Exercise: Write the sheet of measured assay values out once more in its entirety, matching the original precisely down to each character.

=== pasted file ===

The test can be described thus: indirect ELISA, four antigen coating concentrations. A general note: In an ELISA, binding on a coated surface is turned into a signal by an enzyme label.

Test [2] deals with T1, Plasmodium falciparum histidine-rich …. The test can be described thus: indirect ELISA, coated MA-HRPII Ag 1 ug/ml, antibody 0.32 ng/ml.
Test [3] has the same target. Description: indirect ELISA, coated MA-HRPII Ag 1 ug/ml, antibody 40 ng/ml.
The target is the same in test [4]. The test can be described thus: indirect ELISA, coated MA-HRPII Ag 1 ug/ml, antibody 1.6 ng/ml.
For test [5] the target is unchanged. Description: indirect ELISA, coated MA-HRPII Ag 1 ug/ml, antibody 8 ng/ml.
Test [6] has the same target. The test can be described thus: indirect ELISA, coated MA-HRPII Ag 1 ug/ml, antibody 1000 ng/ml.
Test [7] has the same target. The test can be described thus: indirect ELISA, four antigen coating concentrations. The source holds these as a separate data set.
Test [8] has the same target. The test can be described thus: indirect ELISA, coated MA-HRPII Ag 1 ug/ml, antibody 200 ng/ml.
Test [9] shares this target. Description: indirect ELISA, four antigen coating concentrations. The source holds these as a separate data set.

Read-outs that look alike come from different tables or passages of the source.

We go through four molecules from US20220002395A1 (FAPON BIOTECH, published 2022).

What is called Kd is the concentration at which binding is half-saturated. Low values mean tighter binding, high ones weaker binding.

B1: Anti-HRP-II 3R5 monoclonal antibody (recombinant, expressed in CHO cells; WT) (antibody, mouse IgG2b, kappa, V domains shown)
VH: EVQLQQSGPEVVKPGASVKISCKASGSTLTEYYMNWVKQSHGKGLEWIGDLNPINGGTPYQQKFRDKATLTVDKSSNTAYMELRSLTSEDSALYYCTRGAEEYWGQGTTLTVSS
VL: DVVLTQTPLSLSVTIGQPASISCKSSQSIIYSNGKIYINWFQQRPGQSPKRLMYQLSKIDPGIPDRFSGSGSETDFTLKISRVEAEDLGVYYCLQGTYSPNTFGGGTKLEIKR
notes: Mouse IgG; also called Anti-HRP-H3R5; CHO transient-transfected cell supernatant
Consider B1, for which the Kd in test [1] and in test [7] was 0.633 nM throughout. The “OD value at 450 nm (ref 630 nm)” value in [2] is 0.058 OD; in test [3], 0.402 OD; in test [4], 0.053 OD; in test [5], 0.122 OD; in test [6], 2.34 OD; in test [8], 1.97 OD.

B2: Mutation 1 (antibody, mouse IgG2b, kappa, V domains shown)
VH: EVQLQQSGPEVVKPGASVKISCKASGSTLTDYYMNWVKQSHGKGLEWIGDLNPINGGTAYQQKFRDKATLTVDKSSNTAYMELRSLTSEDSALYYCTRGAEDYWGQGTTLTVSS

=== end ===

The test can be described thus: indirect ELISA, four antigen coating concentrations. A general note: In an ELISA, binding on a coated surface is turned into a signal by an enzyme label.

Test [2] deals with T1, Plasmodium falciparum histidine-rich …. The test can be described thus: indirect ELISA, coated MA-HRPII Ag 1 ug/ml, antibody 0.32 ng/ml.
Test [3] has the same target. Description: indirect ELISA, coated MA-HRPII Ag 1 ug/ml, antibody 40 ng/ml.
The target is the same in test [4]. The test can be described thus: indirect ELISA, coated MA-HRPII Ag 1 ug/ml, antibody 1.6 ng/ml.
For test [5] the target is unchanged. Description: indirect ELISA, coated MA-HRPII Ag 1 ug/ml, antibody 8 ng/ml.
Test [6] has the same target. The test can be described thus: indirect ELISA, coated MA-HRPII Ag 1 ug/ml, antibody 1000 ng/ml.
Test [7] has the same target. The test can be described thus: indirect ELISA, four antigen coating concentrations. The source holds these as a separate data set.
Test [8] has the same target. The test can be described thus: indirect ELISA, coated MA-HRPII Ag 1 ug/ml, antibody 200 ng/ml.
Test [9] shares this target. Description: indirect ELISA, four antigen coating concentrations. The source holds these as a separate data set.

Read-outs that look alike come from different tables or passages of the source.

We go through four molecules from US20220002395A1 (FAPON BIOTECH, published 2022).

What is called Kd is the concentration at which binding is half-saturated. Low values mean tighter binding, high ones weaker binding.

B1: Anti-HRP-II 3R5 monoclonal antibody (recombinant, expressed in CHO cells; WT) (antibody, mouse IgG2b, kappa, V domains shown)
VH: EVQLQQSGPEVVKPGASVKISCKASGSTLTEYYMNWVKQSHGKGLEWIGDLNPINGGTPYQQKFRDKATLTVDKSSNTAYMELRSLTSEDSALYYCTRGAEEYWGQGTTLTVSS
VL: DVVLTQTPLSLSVTIGQPASISCKSSQSIIYSNGKIYINWFQQRPGQSPKRLMYQLSKIDPGIPDRFSGSGSETDFTLKISRVEAEDLGVYYCLQGTYSPNTFGGGTKLEIKR
notes: Mouse IgG; also called Anti-HRP-H3R5; CHO transient-transfected cell supernatant
Consider B1, for which the Kd in test [1] and in test [7] was 0.633 nM throughout. The “OD value at 450 nm (ref 630 nm)” value in [2] is 0.058 OD; in test [3], 0.402 OD; in test [4], 0.053 OD; in test [5], 0.122 OD; in test [6], 2.34 OD; in test [8], 1.97 OD.

B2: Mutation 1 (antibody, mouse IgG2b, kappa, V domains shown)
VH: EVQLQQSGPEVVKPGASVKISCKASGSTLTDYYMNWVKQSHGKGLEWIGDLNPINGGTAYQQKFRDKATLTVDKSSNTAYMELRSLTSEDSALYYCTRGAEDYWGQGTTLTVSS